Do Your Originators Sell as Teachers or Leaders?

Patricia Sherlock

Today, many sales training firms advise originators to adopt a “teaching” sales model as a way to win with a more knowledgeable customer. While this seems like a logical, reasonable approach, the sales process can be anything but. Therein likes the rub. Let me explain.

Originators who operate as teachers believe that if they simply give prospects enough information about their company’s products and services, they will earn the business. Unfortunately, this sales model isn’t a match for what is needed to succeed in a marketplace where the customer’s buying journey no longer follows a linear progression. In a world of unlimited information, customers and prospects want a sales leader.

A sales leader is an originator who takes control of the sales process and leads the individual or referral source to a conclusion. Sales leaders help prospects evaluate their options; select the best choice based on the prospect’s current circumstances; and ask for the business.

Sales leaders are also forward-thinking and recognize that there are more potential matches if any given prospecting effort doesn’t work out. That is why better originators are committed to prospecting consistently so they don’t waste time and have no business to show for their efforts.

This is not to say that the teaching model has no place in selling. However, providing valuable information to prospects and referral sources comes in at an earlier stage in the buying process than in the past. During the building awareness phase of prospecting, sales professionals deliver important information to individuals who have not yet thought about buying a home. In this phase, originators address why consumers should buy a home and what the process looks like.

It is helping consumers become aware of housing finance options and to spark interest in pursuing the dream of home ownership. But, once the interest has been generated, the sales leader needs to take over and control the selling process for the prospect and not vice versa.

The “teacher originators” fail to recognize that more information won’t resolve the fear and anxiety prospects may have concerning the purchase of a home. Originators must ask, “Does this transaction make sense for the individual considering the prospect’s stage of life and unique circumstances?”

Uncertainty and fear of making the wrong choice are a few of the reasons why customers want leadership from a salesperson. Waiting for prospects to make a decision on their own is not what professional salespeople do. This passive sales approach is characterized by a lot of meetings and discussions, but no decision on whether the prospect will do business with the originator. As one manager recently observed about one of his originators, “He is friends with everyone in his territory and is very popular but he isn’t willing to take a stand and ask for the business.” As a result, this originator is on probation. In my opinion, this producer is a professional visitor, not a salesperson.

There is no question that today’s mortgage marketplace is difficult. The external issues of rising interest rates, housing inventory problems and cost-to-originate increases are certainly challenging. It is clear that companies who want to succeed in the long run will need to improve production across the board.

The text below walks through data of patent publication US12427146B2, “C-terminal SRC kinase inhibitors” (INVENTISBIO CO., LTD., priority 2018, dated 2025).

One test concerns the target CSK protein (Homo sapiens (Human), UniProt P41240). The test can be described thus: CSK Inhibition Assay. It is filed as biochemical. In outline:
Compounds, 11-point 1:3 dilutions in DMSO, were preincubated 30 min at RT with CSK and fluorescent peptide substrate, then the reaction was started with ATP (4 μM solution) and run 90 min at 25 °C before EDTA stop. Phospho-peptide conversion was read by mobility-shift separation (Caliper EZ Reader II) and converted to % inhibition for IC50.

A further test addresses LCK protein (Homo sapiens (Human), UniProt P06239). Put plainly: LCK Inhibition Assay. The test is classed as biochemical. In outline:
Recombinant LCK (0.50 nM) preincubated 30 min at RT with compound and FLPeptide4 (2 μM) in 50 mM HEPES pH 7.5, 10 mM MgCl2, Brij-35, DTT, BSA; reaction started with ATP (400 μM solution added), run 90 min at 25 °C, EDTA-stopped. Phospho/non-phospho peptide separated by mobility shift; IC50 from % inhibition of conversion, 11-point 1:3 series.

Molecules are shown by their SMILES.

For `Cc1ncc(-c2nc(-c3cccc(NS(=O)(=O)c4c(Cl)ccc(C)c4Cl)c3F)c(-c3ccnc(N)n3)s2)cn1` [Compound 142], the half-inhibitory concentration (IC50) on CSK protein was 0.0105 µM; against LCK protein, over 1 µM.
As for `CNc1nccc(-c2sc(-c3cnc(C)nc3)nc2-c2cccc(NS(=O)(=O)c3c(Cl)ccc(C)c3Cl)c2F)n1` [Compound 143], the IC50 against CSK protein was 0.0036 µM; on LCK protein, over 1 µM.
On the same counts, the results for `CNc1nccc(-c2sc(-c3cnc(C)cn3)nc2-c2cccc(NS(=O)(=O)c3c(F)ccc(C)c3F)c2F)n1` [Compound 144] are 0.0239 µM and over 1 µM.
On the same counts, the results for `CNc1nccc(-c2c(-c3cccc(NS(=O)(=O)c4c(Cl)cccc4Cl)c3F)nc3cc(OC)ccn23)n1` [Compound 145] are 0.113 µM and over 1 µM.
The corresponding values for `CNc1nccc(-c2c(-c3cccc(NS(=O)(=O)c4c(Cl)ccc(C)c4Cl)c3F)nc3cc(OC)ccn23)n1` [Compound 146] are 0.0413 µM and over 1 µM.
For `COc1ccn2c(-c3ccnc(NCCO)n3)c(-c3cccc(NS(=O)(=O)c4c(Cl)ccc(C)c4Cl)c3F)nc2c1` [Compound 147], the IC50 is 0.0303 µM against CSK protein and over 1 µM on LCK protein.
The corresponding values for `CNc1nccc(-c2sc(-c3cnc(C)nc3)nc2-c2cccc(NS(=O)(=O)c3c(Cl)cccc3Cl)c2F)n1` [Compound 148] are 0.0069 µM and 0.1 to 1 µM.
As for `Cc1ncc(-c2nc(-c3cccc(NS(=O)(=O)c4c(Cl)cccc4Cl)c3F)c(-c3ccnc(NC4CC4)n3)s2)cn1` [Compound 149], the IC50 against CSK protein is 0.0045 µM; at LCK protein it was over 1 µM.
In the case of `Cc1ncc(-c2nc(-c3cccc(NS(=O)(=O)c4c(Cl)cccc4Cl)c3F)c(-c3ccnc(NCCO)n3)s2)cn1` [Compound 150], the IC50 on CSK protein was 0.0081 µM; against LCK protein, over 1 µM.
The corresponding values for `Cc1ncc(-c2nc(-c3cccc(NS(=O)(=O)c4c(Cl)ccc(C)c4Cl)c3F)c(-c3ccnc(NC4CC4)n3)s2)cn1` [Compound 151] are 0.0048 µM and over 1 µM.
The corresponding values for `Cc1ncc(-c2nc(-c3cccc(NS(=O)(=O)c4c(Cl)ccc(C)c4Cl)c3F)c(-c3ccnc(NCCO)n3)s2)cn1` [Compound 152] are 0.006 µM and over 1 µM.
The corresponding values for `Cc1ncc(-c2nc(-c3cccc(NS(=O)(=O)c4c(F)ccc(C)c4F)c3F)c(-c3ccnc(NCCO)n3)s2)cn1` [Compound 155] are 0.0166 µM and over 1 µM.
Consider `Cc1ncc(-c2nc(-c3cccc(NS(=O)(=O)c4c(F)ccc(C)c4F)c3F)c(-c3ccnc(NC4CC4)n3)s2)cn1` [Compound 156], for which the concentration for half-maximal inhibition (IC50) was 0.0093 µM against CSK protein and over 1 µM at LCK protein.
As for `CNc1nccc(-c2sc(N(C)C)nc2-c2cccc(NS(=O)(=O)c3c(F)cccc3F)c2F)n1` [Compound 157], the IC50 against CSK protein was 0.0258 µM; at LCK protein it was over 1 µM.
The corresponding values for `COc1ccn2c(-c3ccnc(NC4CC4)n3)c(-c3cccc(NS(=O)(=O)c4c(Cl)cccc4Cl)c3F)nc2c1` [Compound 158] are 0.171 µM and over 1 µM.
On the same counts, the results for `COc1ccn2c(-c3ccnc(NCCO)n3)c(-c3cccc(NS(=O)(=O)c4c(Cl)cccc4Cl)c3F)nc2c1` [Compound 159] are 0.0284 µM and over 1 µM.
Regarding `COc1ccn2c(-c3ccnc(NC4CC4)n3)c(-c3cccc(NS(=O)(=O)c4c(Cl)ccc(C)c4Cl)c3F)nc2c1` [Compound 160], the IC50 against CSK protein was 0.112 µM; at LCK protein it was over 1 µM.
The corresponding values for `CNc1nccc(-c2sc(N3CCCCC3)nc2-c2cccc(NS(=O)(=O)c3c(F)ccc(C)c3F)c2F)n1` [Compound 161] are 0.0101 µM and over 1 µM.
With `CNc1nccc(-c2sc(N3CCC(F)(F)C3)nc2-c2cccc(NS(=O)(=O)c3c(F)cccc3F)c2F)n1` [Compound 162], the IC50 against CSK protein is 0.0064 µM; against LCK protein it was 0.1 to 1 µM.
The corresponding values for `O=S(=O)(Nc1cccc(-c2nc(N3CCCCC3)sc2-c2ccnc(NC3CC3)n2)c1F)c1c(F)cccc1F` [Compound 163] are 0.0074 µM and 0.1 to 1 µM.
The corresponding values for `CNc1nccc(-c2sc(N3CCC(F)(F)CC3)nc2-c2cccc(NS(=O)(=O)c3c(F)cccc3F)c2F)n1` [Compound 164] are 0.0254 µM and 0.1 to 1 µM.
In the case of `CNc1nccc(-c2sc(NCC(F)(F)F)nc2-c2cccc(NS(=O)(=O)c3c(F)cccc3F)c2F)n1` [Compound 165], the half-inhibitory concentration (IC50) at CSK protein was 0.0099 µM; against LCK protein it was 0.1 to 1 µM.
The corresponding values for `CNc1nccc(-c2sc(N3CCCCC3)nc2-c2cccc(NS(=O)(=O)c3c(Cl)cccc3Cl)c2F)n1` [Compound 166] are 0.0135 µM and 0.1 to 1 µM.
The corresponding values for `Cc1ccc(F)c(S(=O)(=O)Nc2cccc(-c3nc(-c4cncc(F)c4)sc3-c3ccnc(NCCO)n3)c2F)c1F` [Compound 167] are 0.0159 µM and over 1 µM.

Originators who can take control of the sales decision process for the consumer can make a difference in your sales results. Top producers who are sales leaders routinely generate more than eight units a month while most originators only manage two units a month.

So, how can managers increase the number of sales leaders in their organization? There are two strategies that are core principles for future success:

  1. Hire the right sales candidate. Not every candidate has the right personality characteristics to be successful in mortgage selling. Prior experience and education do not translate into selling origination success. My company has identified nine personality traits — a combination of relationship and drive behaviors — that predict sales success in our industry. No amount of training will produce these traits in candidates who are not matched for the originator position.
  2. Coach and develop these originators. For individuals who possess the right sales behaviors, coaching and developing them is your best investment. Selling has changed dramatically in the last five years which means learning new selling behaviors is critical.

Experienced originators may be stuck in their comfort zones or just plain refuse to learn something new. The low usage of Day One Certainty and many other technological systems is proof that many originators are resistant to change. Hiring the right individuals who want to learn new ways of selling is the key to improving origination results.

Clearly, these two strategies require a more robust talent evaluation and interview process than what is currently in place at many mortgage companies. While the downsizing of the industry continues, there will be a lot of originators available for hiring. Don’t make the mistake and hire “teacher” originators instead of sales leaders.

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